Though a record number of people voted online in this year’s local elections, the young people the state was trying to include this time apparently did not. Though the voting age was lowered, just 1,794 of 16 and 17-year-olds voted.
In the local elections on Oct. 15 the voting age was 16 for the first time in Estonia’s history. Though there are 24,153 16 and 17-year-olds this year, only some 7.4 percent of them went and voted electronically. There is no data yet of their overall participation, but what can be said is that it seems to have been much lower than expected.
According to Priit Vinkel, director of the state’s election service, the complete picture will be available in about a month, when the election survey of the University of Tartu will be published.
“The university conducted a survey of how people voted, and we’ll be able to get the age groups from there,” Vinkel said, adding that this survey will give them a good idea what the share of younger voters actually was.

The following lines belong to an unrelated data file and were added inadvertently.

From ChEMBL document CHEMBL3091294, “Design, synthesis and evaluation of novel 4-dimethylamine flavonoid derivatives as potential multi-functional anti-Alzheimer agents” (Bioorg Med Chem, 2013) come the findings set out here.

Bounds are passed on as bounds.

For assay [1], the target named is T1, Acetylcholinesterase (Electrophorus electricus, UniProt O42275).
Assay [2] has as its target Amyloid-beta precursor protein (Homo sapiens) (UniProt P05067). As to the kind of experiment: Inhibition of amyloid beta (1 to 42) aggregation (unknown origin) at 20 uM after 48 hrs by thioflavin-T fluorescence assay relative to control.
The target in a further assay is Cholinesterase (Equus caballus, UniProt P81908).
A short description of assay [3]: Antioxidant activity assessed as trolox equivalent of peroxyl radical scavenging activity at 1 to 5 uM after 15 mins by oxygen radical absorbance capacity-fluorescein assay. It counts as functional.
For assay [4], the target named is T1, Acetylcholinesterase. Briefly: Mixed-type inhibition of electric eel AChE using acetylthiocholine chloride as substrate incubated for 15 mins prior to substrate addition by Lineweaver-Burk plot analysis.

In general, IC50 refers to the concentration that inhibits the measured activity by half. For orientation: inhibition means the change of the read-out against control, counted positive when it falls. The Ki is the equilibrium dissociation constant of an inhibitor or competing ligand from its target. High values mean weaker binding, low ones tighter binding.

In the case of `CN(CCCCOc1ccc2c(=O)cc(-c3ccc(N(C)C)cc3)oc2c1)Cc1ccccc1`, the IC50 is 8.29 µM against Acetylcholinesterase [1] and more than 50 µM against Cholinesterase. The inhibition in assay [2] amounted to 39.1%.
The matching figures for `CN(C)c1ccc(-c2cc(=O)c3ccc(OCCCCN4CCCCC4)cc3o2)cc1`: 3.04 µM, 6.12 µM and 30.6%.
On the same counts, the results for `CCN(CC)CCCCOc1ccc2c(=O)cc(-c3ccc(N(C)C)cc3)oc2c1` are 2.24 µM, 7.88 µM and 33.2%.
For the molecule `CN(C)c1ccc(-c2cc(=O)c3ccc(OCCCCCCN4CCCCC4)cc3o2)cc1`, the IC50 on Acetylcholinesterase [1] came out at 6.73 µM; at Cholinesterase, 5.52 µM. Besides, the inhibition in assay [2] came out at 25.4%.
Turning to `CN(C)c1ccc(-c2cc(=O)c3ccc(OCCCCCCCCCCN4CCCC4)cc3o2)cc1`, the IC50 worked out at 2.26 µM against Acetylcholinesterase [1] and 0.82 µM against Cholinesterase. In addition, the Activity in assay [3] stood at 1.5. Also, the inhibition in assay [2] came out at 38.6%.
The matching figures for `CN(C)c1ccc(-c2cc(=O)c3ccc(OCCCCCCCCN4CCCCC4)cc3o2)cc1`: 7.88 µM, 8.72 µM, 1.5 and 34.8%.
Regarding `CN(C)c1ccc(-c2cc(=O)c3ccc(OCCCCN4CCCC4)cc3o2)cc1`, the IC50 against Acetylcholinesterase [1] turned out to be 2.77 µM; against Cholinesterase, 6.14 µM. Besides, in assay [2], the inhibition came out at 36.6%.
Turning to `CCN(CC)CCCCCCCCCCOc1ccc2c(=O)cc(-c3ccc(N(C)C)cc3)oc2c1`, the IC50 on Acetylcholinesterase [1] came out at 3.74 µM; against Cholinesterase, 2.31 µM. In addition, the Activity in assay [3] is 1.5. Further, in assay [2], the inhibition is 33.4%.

Vinkel also said that he wouldn’t want to jump to conclusions just yet. “I saw with my own eyes how many proud first-time voters went to the polling stations, who treated it like a ceremony and as a part of growing up, so to say. I wouldn’t exclude the possibility that a lot of first-time voters deliberately voted at polling stations,” he said.
586,520 Estonians and Estonian residents voted in the election last Sunday, this being a turnout of 53.3 percent. Of those who voted, 186,034 did so online, which is a new record.
Editor: Dario Cavegn